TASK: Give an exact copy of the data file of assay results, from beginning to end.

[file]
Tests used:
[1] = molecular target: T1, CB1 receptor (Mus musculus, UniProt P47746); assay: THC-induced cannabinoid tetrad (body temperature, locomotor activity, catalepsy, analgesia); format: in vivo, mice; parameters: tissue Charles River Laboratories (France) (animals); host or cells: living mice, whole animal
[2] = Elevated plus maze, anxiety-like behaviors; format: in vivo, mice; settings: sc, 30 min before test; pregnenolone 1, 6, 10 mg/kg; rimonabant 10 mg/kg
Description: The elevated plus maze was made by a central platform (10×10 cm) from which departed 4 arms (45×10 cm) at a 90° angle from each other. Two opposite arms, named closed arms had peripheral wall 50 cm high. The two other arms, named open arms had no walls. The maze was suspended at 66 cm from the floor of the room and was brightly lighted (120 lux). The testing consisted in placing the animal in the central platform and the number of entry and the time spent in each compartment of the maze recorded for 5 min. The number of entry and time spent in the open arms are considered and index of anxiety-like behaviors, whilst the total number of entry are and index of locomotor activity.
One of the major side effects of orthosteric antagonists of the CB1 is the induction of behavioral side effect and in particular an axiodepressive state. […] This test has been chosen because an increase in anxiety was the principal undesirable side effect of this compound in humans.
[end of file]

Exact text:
Tests used:
[1] = molecular target: T1, CB1 receptor (Mus musculus, UniProt P47746); assay: THC-induced cannabinoid tetrad (body temperature, locomotor activity, catalepsy, analgesia); format: in vivo, mice; parameters: tissue Charles River Laboratories (France) (animals); host or cells: living mice, whole animal
[2] = Elevated plus maze, anxiety-like behaviors; format: in vivo, mice; settings: sc, 30 min before test; pregnenolone 1, 6, 10 mg/kg; rimonabant 10 mg/kg
Description: The elevated plus maze was made by a central platform (10×10 cm) from which departed 4 arms (45×10 cm) at a 90° angle from each other. Two opposite arms, named closed arms had peripheral wall 50 cm high. The two other arms, named open arms had no walls. The maze was suspended at 66 cm from the floor of the room and was brightly lighted (120 lux). The testing consisted in placing the animal in the central platform and the number of entry and the time spent in each compartment of the maze recorded for 5 min. The number of entry and time spent in the open arms are considered and index of anxiety-like behaviors, whilst the total number of entry are and index of locomotor activity.
One of the major side effects of orthosteric antagonists of the CB1 is the induction of behavioral side effect and in particular an axiodepressive state. […] This test has been chosen because an increase in anxiety was the principal undesirable side effect of this compound in humans.